Like yesterday when I was sucking *ss in my soccer game and one of the girls on my team was talking to me on the pitch about marking up.  The thing is she was just talking to me, reminding me that I need to get my head in the game and find a player to mark when we transition to defense.  She had every right to get after me, I only brought half my brain to the stadium.  But I spent the rest of the night, all morning and will more than likely spend the rest of this week wondering if she is pissed off at me for how I played.

Here is the crazy thing:  1) I know it is just a game, for goodness sakes it is a rec league I pay to play in.  2) I know she has probably forgotten the whole thing.  And 3)  I know it was more than likely never as big of a deal to her as it is to me.

But I can NOT stop stressing about it.

What if she does not want me to play on the team anymore?  Or what if she lets me keep playing on the team but now everyone hates me cause I played so poorly last night?  Maybe they have always hated me but just tolerated my place on the team because they needed someone to play.  Does this mean I am always going to play so badly from here on out?  But what if I have always played this way and no one ever said anything to me before?  I should quit playing soccer.  Why am I even doing this?  I will never make it in professional soccer, I can not even play well in a rec league!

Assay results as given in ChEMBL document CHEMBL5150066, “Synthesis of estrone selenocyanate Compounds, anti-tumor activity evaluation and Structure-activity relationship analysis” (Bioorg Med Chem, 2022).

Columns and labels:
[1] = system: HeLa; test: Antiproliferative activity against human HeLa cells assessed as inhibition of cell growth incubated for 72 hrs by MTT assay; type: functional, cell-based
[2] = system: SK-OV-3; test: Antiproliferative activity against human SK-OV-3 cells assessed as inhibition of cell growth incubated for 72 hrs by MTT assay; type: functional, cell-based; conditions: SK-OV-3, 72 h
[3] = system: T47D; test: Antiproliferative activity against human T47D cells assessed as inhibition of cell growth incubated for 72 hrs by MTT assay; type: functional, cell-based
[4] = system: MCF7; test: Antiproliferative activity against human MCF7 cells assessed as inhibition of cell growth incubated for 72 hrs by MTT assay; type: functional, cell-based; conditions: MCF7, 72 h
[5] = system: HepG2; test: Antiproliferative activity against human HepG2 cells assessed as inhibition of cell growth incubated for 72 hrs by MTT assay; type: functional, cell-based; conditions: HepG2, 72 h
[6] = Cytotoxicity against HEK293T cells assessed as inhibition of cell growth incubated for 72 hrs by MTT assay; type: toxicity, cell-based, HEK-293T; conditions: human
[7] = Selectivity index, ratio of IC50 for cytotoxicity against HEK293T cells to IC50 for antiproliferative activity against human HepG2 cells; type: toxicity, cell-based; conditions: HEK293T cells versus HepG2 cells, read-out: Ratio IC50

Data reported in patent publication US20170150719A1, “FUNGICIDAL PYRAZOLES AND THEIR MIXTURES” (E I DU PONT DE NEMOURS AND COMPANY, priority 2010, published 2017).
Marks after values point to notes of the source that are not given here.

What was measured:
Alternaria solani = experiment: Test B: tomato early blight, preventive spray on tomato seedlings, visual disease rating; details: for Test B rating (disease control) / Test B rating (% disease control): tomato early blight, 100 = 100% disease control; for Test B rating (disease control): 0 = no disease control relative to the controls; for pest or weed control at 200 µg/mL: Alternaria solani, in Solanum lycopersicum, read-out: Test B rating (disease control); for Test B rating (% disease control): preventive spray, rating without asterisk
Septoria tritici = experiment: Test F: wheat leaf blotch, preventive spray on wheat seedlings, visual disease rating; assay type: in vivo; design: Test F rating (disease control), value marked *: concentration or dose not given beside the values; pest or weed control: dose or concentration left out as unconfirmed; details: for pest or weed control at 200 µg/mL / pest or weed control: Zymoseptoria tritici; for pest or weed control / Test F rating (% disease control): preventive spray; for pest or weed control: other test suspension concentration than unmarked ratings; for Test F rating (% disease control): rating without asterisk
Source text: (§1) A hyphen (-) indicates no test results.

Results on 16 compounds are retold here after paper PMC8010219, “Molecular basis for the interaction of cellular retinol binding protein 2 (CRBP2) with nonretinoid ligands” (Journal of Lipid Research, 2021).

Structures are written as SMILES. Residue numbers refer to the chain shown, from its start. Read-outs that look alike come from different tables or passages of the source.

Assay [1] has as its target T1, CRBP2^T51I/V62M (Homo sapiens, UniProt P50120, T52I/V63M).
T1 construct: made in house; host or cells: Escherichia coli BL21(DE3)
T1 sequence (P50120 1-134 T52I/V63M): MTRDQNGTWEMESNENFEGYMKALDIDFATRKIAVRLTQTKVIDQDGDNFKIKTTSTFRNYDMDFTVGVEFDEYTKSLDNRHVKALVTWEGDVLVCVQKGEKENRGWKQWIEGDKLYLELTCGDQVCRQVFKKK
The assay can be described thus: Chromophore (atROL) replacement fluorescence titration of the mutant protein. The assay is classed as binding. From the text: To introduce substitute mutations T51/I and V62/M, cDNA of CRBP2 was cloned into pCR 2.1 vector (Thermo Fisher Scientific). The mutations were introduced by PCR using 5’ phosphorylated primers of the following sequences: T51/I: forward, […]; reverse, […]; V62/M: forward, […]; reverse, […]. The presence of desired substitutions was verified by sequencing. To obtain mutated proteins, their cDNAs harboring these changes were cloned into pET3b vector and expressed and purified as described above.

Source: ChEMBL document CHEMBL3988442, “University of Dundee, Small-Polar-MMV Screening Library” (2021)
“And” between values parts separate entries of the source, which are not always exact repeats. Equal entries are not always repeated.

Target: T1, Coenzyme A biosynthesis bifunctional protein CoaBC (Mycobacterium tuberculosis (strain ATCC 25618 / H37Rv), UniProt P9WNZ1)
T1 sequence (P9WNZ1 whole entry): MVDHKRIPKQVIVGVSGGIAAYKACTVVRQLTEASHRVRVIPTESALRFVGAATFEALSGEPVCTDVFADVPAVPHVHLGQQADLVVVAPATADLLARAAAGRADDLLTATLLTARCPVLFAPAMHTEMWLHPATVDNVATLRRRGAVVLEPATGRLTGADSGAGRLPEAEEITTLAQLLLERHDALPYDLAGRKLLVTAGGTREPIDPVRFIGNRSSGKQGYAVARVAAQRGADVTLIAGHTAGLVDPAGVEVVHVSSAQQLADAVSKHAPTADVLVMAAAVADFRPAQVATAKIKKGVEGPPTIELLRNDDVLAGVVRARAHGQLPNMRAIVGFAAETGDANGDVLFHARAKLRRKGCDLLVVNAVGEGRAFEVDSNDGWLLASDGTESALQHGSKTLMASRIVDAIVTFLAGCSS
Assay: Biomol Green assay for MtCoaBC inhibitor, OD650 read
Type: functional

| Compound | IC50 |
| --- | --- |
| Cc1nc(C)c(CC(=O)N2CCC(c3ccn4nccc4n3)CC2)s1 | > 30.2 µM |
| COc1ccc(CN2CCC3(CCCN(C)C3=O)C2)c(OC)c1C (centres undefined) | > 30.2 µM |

OMG it is exhausting.


4 Responses to “Please do not call me crazy – D116”

  1. redneckfriend October 11, 2012 at 9:11 am #

    Intellectually perfect!

    • jend1229 October 11, 2012 at 6:21 pm #

      Thank you so much. I strive everyday to be both intellectual and perfect (the latter I know to be unrealistic, but still). It is a tremendous compliment and deeply appreciated.

  2. saradraws October 11, 2012 at 1:47 pm #

    Beautiful post. You describe perfectly the intense reaction to even the smallest stimuli. It IS exhausting! But it can get easier. I think knowing this about ourselves is a powerful tool. Thanks for coming by.

    • jend1229 October 11, 2012 at 6:20 pm #

      I laugh when I say this but the old adage “knowledge is power” is very true. It is a relief to see in words what we feel everyday.